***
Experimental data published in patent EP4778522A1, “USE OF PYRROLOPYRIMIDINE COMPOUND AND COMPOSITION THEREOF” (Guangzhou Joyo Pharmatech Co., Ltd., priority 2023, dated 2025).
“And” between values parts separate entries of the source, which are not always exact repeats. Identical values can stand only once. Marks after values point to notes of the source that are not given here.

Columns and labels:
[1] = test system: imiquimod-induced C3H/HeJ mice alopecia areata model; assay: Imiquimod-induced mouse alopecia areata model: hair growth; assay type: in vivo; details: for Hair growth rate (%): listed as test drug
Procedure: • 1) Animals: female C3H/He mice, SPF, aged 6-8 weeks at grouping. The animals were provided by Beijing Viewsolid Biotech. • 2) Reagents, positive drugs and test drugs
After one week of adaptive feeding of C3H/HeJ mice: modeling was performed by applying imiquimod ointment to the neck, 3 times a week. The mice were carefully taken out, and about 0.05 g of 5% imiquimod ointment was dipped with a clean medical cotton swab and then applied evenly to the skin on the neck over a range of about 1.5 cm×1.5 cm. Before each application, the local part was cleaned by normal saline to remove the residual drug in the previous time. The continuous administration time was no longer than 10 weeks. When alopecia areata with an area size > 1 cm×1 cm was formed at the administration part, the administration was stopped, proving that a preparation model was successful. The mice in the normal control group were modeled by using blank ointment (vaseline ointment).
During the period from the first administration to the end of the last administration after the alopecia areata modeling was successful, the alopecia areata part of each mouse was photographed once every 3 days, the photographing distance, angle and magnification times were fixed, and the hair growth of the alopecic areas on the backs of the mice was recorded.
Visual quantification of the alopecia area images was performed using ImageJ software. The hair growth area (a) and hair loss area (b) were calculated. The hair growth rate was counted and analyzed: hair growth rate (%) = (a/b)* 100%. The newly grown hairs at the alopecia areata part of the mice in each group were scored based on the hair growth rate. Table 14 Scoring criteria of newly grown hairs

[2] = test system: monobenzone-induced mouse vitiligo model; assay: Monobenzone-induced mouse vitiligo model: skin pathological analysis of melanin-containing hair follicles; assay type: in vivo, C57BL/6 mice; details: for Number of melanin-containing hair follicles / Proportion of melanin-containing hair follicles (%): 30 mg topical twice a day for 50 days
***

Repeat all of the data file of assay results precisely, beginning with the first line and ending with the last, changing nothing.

Experimental data published in patent EP4778522A1, “USE OF PYRROLOPYRIMIDINE COMPOUND AND COMPOSITION THEREOF” (Guangzhou Joyo Pharmatech Co., Ltd., priority 2023, dated 2025).
“And” between values parts separate entries of the source, which are not always exact repeats. Identical values can stand only once. Marks after values point to notes of the source that are not given here.

Columns and labels:
[1] = test system: imiquimod-induced C3H/HeJ mice alopecia areata model; assay: Imiquimod-induced mouse alopecia areata model: hair growth; assay type: in vivo; details: for Hair growth rate (%): listed as test drug
Procedure: • 1) Animals: female C3H/He mice, SPF, aged 6-8 weeks at grouping. The animals were provided by Beijing Viewsolid Biotech. • 2) Reagents, positive drugs and test drugs
After one week of adaptive feeding of C3H/HeJ mice: modeling was performed by applying imiquimod ointment to the neck, 3 times a week. The mice were carefully taken out, and about 0.05 g of 5% imiquimod ointment was dipped with a clean medical cotton swab and then applied evenly to the skin on the neck over a range of about 1.5 cm×1.5 cm. Before each application, the local part was cleaned by normal saline to remove the residual drug in the previous time. The continuous administration time was no longer than 10 weeks. When alopecia areata with an area size > 1 cm×1 cm was formed at the administration part, the administration was stopped, proving that a preparation model was successful. The mice in the normal control group were modeled by using blank ointment (vaseline ointment).
During the period from the first administration to the end of the last administration after the alopecia areata modeling was successful, the alopecia areata part of each mouse was photographed once every 3 days, the photographing distance, angle and magnification times were fixed, and the hair growth of the alopecic areas on the backs of the mice was recorded.
Visual quantification of the alopecia area images was performed using ImageJ software. The hair growth area (a) and hair loss area (b) were calculated. The hair growth rate was counted and analyzed: hair growth rate (%) = (a/b)* 100%. The newly grown hairs at the alopecia areata part of the mice in each group were scored based on the hair growth rate. Table 14 Scoring criteria of newly grown hairs

[2] = test system: monobenzone-induced mouse vitiligo model; assay: Monobenzone-induced mouse vitiligo model: skin pathological analysis of melanin-containing hair follicles; assay type: in vivo, C57BL/6 mice; details: for Number of melanin-containing hair follicles / Proportion of melanin-containing hair follicles (%): 30 mg topical twice a day for 50 days